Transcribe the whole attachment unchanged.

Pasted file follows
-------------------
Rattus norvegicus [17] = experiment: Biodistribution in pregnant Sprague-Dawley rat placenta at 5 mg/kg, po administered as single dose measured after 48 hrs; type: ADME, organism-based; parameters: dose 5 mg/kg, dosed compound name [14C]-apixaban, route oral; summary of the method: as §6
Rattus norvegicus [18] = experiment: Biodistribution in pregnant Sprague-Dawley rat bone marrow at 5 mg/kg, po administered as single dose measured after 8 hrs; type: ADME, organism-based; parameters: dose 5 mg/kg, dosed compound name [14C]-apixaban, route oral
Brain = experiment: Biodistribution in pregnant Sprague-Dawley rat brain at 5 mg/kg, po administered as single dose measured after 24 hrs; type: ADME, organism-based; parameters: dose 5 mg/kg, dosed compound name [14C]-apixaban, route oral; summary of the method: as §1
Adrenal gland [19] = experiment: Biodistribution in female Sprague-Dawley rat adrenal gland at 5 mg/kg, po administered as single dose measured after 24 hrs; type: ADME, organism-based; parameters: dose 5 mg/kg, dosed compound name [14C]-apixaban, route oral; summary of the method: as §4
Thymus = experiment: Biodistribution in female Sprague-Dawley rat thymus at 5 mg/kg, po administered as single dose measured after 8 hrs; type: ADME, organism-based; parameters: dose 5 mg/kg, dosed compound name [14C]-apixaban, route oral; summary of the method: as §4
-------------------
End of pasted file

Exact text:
Rattus norvegicus [17] = experiment: Biodistribution in pregnant Sprague-Dawley rat placenta at 5 mg/kg, po administered as single dose measured after 48 hrs; type: ADME, organism-based; parameters: dose 5 mg/kg, dosed compound name [14C]-apixaban, route oral; summary of the method: as §6
Rattus norvegicus [18] = experiment: Biodistribution in pregnant Sprague-Dawley rat bone marrow at 5 mg/kg, po administered as single dose measured after 8 hrs; type: ADME, organism-based; parameters: dose 5 mg/kg, dosed compound name [14C]-apixaban, route oral
Brain = experiment: Biodistribution in pregnant Sprague-Dawley rat brain at 5 mg/kg, po administered as single dose measured after 24 hrs; type: ADME, organism-based; parameters: dose 5 mg/kg, dosed compound name [14C]-apixaban, route oral; summary of the method: as §1
Adrenal gland [19] = experiment: Biodistribution in female Sprague-Dawley rat adrenal gland at 5 mg/kg, po administered as single dose measured after 24 hrs; type: ADME, organism-based; parameters: dose 5 mg/kg, dosed compound name [14C]-apixaban, route oral; summary of the method: as §4
Thymus = experiment: Biodistribution in female Sprague-Dawley rat thymus at 5 mg/kg, po administered as single dose measured after 8 hrs; type: ADME, organism-based; parameters: dose 5 mg/kg, dosed compound name [14C]-apixaban, route oral; summary of the method: as §4